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Economy's Tension

Economy's Tension: The Dialectics of Community and Market

Stephen Gudeman
Copyright Date: 2008
Edition: NED - New edition, 1
Published by: Berghahn Books
Pages: 196
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  • Book Info
    Economy's Tension
    Book Description:

    Why are we obsessed with calculating our selections? The author argues that competitive trade nurtures calculative reason, which provides the ground for most discourses on economy. But market descriptions of economy are incomplete. Drawing on a range of materials from small ethnographic contexts to global financial markets, the author shows that economy is dialectically made up of two value realms, termed mutuality and impersonal trade. One or the other may be dominant; however, market reason usually cascades into and debases the mutuality on which it depends. Using this cross-cultural model, the author explores mystifications of economic life, and explains how capital and derivatives can control an economy. The book offers a different conception of economic welfare, development, and freedom; it presents an approach for dealing with environmental devastation, and explains the growing inequalities of wealth within and between nations.

    eISBN: 978-0-85745-131-6
    Subjects: Anthropology, Sociology, Economics

Table of Contents

  1. Front Matter
    (pp. i-iv)
  2. Table of Contents
    (pp. v-vi)
  3. Acknowledgements
    (pp. vii-viii)
  4. 1 Models, Mutuality, and Trade
    (pp. 1-26)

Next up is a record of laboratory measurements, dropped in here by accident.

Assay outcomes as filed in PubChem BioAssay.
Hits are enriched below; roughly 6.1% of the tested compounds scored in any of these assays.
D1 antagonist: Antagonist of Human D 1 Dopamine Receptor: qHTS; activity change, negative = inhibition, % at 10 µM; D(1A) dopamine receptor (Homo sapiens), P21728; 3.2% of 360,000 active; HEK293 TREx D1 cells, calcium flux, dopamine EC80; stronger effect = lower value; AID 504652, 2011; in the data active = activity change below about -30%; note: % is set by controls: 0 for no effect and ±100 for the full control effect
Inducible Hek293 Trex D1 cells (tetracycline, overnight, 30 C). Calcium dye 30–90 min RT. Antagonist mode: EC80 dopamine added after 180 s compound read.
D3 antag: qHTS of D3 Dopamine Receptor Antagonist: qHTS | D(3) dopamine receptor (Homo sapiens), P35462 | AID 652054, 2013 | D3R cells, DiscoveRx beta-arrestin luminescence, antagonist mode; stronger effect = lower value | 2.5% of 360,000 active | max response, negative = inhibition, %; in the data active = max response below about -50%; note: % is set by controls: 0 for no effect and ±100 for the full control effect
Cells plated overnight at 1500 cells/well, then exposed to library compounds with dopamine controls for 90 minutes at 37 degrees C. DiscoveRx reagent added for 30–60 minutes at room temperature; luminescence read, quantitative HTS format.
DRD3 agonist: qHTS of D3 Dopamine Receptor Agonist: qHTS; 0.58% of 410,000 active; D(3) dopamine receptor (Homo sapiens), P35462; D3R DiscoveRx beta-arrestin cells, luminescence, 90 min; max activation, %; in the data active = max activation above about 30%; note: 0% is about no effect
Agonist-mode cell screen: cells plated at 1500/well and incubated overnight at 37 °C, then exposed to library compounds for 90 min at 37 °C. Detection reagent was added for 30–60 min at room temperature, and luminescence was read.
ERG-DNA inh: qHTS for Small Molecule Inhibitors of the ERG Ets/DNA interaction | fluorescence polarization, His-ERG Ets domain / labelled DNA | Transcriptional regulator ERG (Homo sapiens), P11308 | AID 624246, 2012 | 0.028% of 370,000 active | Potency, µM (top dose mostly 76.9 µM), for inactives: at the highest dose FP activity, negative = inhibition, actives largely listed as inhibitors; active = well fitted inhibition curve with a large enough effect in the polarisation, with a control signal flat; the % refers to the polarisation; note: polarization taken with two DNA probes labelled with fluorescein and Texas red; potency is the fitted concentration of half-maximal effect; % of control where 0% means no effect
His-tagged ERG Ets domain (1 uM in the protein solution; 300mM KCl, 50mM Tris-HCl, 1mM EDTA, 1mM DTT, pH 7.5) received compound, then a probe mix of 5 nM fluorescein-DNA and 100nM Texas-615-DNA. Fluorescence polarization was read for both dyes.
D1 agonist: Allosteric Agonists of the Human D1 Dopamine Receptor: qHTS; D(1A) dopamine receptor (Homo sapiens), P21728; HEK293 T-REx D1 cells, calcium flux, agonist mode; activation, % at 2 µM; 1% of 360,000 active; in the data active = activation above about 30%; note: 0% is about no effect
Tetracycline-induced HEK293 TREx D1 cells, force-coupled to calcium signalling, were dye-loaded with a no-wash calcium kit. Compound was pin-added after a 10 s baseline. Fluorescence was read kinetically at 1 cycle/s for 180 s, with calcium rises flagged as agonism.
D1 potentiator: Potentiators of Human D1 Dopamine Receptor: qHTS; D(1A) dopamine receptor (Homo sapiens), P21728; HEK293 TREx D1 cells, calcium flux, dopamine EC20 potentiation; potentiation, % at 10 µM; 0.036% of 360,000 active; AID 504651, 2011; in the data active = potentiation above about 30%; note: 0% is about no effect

Why are we obsessed with calculating our selections? Why must we always make the “best” choice to feel satisfied? For many of us, rational selection is like a grammar: we use it to form acceptable statements and actions, and we invoke it to persuade others. We even value the act of choosing itself. But why does calculative reason dominate the lives of many in market economies, especially in the United States? Is it part of our genetic inheritance? Are we naturally avaricious? Have profit-seeing producers drawn us into their way of life? If so, how do we explain their calculated...

  5. 2 Exchange as Mutuality
    (pp. 27-47)

    The dialectic of keeping to the self and exchanging with others pervades all economies. Even if the balance between these modes varies, and market trade predominates in many areas, mutual connections always help make up economy, and at several levels. Communal economies can be small or large, and market economies depend on mutuality on the small and at the large. By mutuality I mean shared language, speech codes, body gestures, rituals, and unwritten practices and processes as well as norms, laws, and other social agreements. The central components of the mutual realm alone are (1) a base, (2) local stories...

  6. 3 Trade’s Reason
    (pp. 48-73)

    Trade makes the world fluid. Through it things, ideas, and even people are transformed into one another. Market trade is a dialectical process, but it occurs only when rates of exchange or prices are established between traders. And if the possibility of transforming one thing into another seems magical, the rates at which this magic takes place seem out of human control. Detached from mutual relationships and from relations between people and things, they have a life of their own. I term this seemingly independent power of exchange rates thefetishismof prices. We attend to prices, talk about them,...